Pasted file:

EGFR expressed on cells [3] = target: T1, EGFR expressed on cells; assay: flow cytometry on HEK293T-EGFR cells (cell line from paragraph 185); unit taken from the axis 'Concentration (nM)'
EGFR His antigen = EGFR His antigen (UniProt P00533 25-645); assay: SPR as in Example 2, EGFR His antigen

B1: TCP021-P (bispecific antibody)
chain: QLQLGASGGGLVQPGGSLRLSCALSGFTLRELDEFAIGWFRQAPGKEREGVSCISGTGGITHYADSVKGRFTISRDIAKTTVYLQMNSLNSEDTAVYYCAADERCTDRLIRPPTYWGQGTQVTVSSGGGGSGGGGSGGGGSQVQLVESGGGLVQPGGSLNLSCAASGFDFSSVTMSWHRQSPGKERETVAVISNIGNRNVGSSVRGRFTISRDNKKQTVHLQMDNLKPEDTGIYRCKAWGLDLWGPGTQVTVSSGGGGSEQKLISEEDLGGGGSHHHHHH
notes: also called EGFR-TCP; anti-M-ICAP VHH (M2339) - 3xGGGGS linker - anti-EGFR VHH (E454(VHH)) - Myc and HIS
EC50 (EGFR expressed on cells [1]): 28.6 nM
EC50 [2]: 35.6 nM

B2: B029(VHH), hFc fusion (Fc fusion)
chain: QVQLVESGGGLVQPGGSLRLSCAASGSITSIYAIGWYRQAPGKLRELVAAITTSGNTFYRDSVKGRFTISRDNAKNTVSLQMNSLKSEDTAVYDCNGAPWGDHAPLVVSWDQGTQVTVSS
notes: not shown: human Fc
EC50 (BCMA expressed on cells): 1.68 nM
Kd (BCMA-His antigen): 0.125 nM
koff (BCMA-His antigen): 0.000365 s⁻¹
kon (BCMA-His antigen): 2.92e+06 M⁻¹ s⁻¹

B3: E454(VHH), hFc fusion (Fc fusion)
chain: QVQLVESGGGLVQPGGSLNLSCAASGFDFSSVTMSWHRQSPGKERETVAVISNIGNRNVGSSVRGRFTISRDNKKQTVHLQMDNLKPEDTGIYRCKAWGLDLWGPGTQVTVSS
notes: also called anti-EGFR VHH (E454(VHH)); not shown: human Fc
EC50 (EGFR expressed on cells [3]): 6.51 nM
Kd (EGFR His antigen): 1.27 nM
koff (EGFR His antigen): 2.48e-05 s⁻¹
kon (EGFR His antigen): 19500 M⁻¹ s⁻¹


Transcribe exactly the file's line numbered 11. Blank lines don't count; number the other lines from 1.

EC50 (BCMA expressed on cells): 1.68 nM